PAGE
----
Solving the Mystery of Business Phone Services

If you’ve ever shopped for phone service for your business, you may have felt utterly mystified by the dizzying array of possibilities.

 (photo credit: NEXTIVA)
(photo credit: NEXTIVA)
If you’ve ever shopped for phone service for your business, you may have felt utterly mystified by the dizzying array of possibilities.  You may also have been thoroughly confused by all the abbreviations and technical jargon.  
Why does it have to be so hard to get business phone service?
I’m going to walk you through the basics of Business Phone Service, decode some of the tech-speak, and help you figure out how to select the right kind of plan for your business.

What’s with all the abbreviations?

POTS, PBX, VoIP…it’s like phone providers are being deliberately confusing.  Let’s break these abbreviations down into plain English:

  • VoIP – stands for Voice over Internet Protocol.  It means that phone calls are transmitted over the internet, rather than phone lines.
  • PBX – stands for Private Branch Exchange.  It means a company uses one central number and calls are routed to different extensions. Picture the old-fashioned switchboard, but now computerized, of course.  There are a number of different kinds of PBXs.
  • ITSP – stands for Internet Telephony Service Provider.  Another name for VoIP provider. Is it any wonder people are confused
  • BYOD – Bring Your Own Device.  Phone service that lets you use your existing phone and doesn’t require the purchase of new phones.SIP – Session Initiation Protocol.  Basically, SIP powers VoIP.
  • POTS – (my favorite abbreviation) stands for Plain Old Telephone Service. Calls are transmitted via physical phone lines.
These are just the most common abbreviations used in business phone service. There are more, and you could spend lots of time decoding them and trying to figure out if they’re relevant to your business. But you don’t have to.  

How do you start to decide on a phone service?

First, you need to decide if you want traditional, physical phone lines for your business.  Why would you? If your company is based in one physical spot and reliability is the most important quality of your phone service, regardless of the cost. Simply put, physical phone lines require more hardware, especially if you’re thinking about multiple lines. While you’ll pay more upfront for the installation and equipment, your equipment will work even if the power and the internet go out. While you’ll forego some functionality and features of other systems, POTS certainly continues to serve the needs of some businesses.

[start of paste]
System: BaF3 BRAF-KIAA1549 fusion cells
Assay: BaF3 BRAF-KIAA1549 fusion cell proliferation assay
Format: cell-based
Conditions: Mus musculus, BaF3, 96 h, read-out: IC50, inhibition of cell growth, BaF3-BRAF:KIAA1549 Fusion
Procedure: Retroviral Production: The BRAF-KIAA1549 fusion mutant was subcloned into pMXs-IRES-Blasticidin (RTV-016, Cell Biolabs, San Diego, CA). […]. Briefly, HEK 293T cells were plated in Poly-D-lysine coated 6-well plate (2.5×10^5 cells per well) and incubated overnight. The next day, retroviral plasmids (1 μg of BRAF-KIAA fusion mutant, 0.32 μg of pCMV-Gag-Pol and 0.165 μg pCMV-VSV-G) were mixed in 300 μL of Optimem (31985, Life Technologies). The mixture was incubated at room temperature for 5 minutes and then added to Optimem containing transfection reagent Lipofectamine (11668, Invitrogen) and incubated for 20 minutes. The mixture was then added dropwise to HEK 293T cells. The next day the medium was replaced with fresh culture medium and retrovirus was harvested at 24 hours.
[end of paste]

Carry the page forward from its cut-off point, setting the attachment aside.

What’s the next step?

If you decide that you don’t need physical phone lines for your business, you probably need VoIP or cloud-based phone service.  What’s the difference? Good question!
Lots of people use the terms interchangeably, and unless you delight in geeky details, it really doesn’t matter when it comes down to choosing the right business phone service for your company.  It’s common to find VoIP considered just the phone service (along with all the expected features like call forwarding, auto attendant, voicemail, etc.) Cloud-based service often refers to a system that integrates with other applications your company uses, like customer relationship management.
But once you’ve decided on internet-based phone service, you don’t have to get bogged down in the details.
Are there drawbacks to using internet-based phone service?  Sure. You’ll need reliable and fast internet service, and interruptions in that service will affect your ability to place and receive calls. The bright side: Technology gets better every day, and reliability continues to improve.
Your next steps:  Determine what features matter to your company and find a reliable provider who offers a fair price. Don’t worry…I’ll get you started on the features step.

A quick word about PBX

Does your business need a private branch exchange?  If you’re reading this article, probably not. PBXs are the most expensive business phone solutions, best suited to larger companies. VoIP and cloud-based systems have grown so sophisticated that fewer companies need PBXs, and those that do can typically find a hybrid cloud-based or hosted PBX.

So what kinds of features do you need?

Again, as technology – both software and hardware – has improved, most basic business phone providers offer more features than you’ll ever even use. Think about how you do business and list the features you need. Almost all phone providers offer features like auto attendant, hold music, voicemail, and call forwarding. What other features might you need?

  • Conferencing
  • Call recording
  • Analytics
  • Integration with specific apps
Build your list and start eliminating providers who don’t offer what you need at an affordable price.

Dare to dream a little

Believe it or not, there are business phone providers that offer free basic plans. You won’t have fancy features or great support, but the price may be exactly right.
But there are business phone solutions that can actually help you grow your company, with features and capabilities you didn’t even know, were possible. Nextiva, for example, uses AI and machine learning to help even the smallest of companies automate processes and become more efficient and profitable.  Just because your company is small, that doesn’t mean enterprise-level solutions are out of reach.
Take the time to prioritize your vital features and then compare a range of business phone solutions – from the freebies to the more robust plans – and think about the ways in which your phone service can help you achieve your business goals.